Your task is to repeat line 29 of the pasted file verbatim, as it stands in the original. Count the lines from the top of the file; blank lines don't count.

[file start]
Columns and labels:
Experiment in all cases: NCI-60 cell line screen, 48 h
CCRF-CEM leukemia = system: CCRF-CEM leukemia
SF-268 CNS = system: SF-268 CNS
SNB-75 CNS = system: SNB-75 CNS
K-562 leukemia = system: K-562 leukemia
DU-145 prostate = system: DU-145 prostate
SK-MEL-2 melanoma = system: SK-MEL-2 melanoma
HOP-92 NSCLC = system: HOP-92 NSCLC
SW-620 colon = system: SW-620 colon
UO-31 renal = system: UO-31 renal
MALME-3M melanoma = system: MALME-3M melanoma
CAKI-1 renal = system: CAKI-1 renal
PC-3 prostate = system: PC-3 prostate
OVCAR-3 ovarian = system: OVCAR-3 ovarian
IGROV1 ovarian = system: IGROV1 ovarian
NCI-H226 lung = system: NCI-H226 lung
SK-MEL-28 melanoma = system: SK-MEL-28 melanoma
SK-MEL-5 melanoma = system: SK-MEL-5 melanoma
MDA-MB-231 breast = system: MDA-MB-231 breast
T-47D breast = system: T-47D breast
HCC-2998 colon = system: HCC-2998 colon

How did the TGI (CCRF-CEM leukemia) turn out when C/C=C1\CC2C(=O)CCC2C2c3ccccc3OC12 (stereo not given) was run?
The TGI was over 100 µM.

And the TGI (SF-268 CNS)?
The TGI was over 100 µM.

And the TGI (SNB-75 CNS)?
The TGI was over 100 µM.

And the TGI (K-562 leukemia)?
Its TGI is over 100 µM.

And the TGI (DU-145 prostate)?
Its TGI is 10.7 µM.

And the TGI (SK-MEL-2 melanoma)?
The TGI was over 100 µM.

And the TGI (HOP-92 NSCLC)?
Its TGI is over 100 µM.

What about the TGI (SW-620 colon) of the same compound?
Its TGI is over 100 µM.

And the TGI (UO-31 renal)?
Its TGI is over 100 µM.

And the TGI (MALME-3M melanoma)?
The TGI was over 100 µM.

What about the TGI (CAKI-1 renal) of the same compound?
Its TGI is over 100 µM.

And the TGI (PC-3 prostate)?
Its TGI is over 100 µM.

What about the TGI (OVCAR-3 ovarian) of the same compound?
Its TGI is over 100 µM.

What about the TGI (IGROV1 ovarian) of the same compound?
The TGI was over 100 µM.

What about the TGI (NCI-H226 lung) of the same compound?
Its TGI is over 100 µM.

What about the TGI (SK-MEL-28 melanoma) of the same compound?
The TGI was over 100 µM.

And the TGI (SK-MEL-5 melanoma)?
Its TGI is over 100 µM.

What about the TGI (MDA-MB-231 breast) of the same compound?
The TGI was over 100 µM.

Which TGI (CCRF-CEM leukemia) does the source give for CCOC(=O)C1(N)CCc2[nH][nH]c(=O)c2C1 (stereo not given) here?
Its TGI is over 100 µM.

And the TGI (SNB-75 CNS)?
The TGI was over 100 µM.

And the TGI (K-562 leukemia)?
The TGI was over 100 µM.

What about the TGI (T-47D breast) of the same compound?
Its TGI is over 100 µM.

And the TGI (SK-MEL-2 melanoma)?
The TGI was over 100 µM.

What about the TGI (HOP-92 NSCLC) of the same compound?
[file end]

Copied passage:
And the TGI (K-562 leukemia)?